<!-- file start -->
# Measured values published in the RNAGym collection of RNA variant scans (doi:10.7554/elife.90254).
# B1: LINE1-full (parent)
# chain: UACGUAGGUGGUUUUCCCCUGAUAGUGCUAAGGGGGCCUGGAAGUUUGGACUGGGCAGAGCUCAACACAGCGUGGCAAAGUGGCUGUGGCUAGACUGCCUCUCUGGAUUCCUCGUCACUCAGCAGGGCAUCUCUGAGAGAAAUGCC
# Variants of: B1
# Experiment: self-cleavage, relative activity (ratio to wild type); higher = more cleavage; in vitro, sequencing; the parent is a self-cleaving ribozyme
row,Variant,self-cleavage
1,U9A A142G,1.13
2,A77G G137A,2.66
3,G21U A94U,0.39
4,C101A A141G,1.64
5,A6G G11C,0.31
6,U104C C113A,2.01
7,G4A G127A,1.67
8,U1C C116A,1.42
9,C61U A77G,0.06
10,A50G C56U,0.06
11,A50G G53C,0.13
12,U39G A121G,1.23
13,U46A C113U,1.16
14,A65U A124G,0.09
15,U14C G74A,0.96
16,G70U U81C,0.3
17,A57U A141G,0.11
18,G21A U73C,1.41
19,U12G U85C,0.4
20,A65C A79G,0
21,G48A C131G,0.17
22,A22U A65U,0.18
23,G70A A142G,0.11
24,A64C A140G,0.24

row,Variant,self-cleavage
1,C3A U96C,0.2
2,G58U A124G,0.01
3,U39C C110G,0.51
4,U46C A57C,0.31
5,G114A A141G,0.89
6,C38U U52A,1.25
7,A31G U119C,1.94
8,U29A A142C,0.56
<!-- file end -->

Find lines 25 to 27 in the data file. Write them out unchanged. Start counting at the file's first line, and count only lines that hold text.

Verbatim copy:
19,U12G U85C,0.4
20,A65C A79G,0
21,G48A C131G,0.17